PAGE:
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‘ [267] eternal welfare of their children, to send them where they can obtain instruction on the Sabbath.’ ‘If thou wert blotted out, our moral sun,’ he says in a sonnet to the1 day,2 earth would ‘resemble hell.’ With the Puritan respect for Sabbath eve he notices what he believes to be the first instance of opening a ball in Boston on Saturday evening, hopes it will be the last, and calls it an 3 ‘outrage . . . upon the moral sense of this community.’ In April, he remarks with gratification on the prevailing ‘extraordinary excitement on the subject of religion,’4 and the unusual solemnity and increased attendance in Boston; defends revivals against the charge of being ‘the wildness of fanaticism,’ but holds religious conversions to be rational occurrences, not requiring ‘special grace or a miraculous interposition of the spirit’; looks to ‘extensive revivals of pure religion’ to save the country from great plagues and sudden destruction; asserts that emancipation of the slaves must be the work of Christianity and of the churches; hopes the present revival may prove to be animated by the Holy Spirit, and bids the mourning slaves take courage, ‘for your redemption is at hand’!5 The May anniversaries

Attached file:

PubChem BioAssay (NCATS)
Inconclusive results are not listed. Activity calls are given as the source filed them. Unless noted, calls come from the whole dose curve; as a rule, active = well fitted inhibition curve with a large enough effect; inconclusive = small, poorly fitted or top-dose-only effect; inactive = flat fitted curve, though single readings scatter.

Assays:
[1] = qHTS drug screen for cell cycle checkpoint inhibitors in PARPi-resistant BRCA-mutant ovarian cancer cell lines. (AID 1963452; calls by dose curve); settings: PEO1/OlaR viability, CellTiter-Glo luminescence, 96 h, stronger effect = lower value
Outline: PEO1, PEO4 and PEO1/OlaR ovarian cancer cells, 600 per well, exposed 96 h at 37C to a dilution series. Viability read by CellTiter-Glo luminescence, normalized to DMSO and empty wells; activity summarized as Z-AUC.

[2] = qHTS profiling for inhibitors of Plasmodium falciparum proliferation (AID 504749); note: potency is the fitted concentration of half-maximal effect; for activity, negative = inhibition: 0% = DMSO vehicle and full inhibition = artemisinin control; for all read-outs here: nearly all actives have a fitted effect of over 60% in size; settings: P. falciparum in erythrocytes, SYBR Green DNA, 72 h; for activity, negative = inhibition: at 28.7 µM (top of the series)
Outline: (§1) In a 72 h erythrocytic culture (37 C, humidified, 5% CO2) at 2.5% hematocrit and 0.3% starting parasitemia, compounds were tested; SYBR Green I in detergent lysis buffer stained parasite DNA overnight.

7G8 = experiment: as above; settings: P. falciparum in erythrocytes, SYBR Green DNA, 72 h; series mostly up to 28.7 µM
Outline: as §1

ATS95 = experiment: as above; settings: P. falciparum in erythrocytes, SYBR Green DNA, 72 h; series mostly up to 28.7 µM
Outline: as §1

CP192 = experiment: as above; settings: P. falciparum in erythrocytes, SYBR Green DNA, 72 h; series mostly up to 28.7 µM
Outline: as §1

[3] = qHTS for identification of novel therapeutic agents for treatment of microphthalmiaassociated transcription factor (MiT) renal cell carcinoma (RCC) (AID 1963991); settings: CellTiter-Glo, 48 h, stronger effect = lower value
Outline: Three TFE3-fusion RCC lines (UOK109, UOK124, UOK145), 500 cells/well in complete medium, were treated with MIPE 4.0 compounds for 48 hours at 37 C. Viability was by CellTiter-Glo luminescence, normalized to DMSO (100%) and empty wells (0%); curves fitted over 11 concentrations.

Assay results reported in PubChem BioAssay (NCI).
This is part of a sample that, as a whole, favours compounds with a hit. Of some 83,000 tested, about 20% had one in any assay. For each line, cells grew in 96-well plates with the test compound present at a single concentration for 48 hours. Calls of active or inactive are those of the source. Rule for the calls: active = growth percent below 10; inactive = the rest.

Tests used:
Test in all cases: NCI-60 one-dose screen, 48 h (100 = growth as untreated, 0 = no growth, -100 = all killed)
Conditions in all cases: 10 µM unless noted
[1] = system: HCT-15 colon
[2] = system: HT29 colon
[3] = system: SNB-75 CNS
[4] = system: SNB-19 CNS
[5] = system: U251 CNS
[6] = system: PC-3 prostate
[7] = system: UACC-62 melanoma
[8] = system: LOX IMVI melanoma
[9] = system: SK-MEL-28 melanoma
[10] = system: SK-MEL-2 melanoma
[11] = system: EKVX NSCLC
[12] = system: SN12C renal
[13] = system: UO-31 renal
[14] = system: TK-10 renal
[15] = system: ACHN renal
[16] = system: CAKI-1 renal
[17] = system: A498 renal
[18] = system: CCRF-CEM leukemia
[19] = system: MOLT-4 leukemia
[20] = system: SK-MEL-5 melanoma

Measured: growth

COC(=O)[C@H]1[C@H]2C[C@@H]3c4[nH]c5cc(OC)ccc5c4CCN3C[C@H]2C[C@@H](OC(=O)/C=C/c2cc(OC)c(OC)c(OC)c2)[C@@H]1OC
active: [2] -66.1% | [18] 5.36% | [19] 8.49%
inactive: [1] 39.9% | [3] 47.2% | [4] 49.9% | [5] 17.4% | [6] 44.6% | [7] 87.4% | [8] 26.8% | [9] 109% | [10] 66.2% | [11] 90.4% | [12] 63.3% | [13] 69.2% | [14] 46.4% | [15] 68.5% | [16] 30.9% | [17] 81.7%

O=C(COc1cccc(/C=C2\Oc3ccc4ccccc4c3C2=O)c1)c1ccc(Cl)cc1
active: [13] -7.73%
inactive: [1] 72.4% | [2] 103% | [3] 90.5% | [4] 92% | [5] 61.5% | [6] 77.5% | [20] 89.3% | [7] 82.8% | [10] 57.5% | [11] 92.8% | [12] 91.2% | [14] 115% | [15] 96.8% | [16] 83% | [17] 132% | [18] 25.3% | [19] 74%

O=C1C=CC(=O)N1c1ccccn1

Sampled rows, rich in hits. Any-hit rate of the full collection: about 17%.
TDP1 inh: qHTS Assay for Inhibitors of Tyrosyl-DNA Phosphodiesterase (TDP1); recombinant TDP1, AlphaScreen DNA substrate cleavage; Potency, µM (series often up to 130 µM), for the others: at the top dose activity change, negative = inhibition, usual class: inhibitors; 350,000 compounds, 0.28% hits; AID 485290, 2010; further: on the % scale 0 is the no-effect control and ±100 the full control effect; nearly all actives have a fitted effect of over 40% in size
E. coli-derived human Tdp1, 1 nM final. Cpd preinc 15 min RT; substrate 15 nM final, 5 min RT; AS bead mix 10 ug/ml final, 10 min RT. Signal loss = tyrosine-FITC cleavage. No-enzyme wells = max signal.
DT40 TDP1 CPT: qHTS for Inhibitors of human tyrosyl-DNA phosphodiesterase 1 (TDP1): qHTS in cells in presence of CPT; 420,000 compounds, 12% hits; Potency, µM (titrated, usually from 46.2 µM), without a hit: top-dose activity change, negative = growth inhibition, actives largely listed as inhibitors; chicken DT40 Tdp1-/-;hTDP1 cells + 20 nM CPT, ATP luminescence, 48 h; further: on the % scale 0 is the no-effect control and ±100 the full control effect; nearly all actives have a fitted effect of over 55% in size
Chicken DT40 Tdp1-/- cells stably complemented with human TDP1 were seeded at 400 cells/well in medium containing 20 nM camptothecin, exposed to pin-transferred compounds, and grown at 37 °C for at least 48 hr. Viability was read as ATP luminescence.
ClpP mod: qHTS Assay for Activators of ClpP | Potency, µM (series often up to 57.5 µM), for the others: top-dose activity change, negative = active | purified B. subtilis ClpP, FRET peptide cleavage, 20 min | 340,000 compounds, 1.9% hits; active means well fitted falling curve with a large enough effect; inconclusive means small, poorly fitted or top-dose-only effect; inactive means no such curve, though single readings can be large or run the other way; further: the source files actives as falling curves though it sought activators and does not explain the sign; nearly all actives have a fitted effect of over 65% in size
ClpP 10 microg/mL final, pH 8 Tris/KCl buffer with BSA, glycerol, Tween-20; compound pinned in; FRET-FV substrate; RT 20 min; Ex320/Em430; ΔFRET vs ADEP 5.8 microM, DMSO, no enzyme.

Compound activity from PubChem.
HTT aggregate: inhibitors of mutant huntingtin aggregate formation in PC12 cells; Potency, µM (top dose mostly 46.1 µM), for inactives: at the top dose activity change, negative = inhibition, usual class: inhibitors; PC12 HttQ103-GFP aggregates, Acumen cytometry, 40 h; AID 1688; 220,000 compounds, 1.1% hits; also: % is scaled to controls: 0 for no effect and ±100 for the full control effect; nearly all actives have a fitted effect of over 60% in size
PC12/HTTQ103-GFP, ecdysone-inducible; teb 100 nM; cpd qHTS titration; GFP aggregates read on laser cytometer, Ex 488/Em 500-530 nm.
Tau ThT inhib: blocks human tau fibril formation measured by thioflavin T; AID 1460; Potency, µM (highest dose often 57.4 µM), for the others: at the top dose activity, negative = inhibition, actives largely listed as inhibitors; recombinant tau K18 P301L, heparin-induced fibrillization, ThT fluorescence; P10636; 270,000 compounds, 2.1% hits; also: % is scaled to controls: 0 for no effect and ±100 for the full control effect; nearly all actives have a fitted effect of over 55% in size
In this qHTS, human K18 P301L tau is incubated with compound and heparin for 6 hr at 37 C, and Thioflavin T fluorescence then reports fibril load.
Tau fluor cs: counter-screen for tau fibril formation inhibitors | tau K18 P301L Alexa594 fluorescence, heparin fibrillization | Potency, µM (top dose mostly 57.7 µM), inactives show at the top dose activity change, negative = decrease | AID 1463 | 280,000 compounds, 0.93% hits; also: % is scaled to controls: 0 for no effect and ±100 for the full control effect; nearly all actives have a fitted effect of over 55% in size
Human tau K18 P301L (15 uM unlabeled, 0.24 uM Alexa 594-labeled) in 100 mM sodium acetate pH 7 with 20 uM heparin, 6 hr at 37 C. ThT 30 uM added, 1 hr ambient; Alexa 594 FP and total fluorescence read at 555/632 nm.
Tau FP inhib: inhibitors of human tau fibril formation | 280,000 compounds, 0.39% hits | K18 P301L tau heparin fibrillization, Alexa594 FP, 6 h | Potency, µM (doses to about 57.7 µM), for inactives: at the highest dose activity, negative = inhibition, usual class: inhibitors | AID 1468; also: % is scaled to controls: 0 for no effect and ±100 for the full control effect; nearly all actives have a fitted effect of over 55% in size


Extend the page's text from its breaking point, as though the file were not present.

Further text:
1 Lib. 1.64.

2 ‘What a most conscientious and devout “legalist” I was when I wrote it,’ he writes to Oliver Johnson, May 25, 1874. ‘In my blindness I adopted Dr. Beecher's preposterous figure of speech, as applied to the first day of the week, that “the Sabbath is the moral sun of the universe,” and so logically predicted that chaos would come again if it were blotted out—i.e., not observed in an orthodox fashion—a fashion, however, not according to Luther, Melanchthon, Calvin, or any of the great lights of the Reformation, of which fact I was then ignorant.’ Dr. Beecher's use of this figure, however, at Pittsburgh, in the summer of 1836, called forth a protest from Mr. Garrison against such ‘extravagant and preposterous language’ (Lib. 6.118).

3 Lib. 1.47.

4 Lib. 1.57.

5 To a multitude, indeed, both before and behind the scenes, who connected this deep excitement with the revolutionary upheavals of the Old World, the millennial day of judgment seemed very near. An extract from the Rev. Lyman Beecher's discourse on the preservation of the Sabbath, copied into the Liberator (1.172) for its characteristic ‘glowing eloquence and startling solemnity,’ reads like a fragment of Millerite oratory, and shows how the way was paved for the Second-Adventist delusion of the next decade. (Compare Goodell's “Slavery and Anti-slavery,” p.387, and the prospectus of the Liberator printed on the cover of the “Thoughts on Colonization,” June, 1832.)

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